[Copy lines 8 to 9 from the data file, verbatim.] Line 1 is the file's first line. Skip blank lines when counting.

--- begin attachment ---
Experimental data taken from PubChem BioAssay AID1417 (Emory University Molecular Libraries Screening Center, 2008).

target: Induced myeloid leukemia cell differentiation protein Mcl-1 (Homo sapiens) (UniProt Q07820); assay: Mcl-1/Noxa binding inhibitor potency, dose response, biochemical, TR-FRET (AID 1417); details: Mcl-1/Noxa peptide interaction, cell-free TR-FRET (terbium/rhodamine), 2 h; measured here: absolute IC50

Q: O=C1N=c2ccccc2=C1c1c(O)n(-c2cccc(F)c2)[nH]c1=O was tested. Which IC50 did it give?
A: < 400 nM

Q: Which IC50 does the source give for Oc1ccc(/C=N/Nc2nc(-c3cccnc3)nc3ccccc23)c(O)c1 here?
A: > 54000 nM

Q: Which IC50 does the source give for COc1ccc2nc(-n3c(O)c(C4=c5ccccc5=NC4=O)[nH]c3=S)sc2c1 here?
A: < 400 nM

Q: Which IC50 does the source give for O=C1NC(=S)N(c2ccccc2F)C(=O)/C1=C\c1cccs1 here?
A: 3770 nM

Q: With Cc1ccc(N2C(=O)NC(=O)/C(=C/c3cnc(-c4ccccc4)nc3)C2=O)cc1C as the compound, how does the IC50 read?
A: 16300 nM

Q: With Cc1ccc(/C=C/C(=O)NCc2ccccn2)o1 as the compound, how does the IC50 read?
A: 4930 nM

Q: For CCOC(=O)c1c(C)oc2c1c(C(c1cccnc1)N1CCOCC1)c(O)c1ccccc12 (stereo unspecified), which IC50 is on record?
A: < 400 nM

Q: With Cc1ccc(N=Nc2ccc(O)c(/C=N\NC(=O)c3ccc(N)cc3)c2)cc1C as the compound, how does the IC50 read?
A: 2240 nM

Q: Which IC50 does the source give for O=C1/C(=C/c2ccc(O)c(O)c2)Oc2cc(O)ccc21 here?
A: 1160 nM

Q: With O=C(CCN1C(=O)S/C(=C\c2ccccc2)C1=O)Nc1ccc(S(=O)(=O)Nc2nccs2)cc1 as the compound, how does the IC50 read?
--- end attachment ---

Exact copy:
A: < 400 nM

Q: Which IC50 does the source give for O=C1NC(=S)N(c2ccccc2F)C(=O)/C1=C\c1cccs1 here?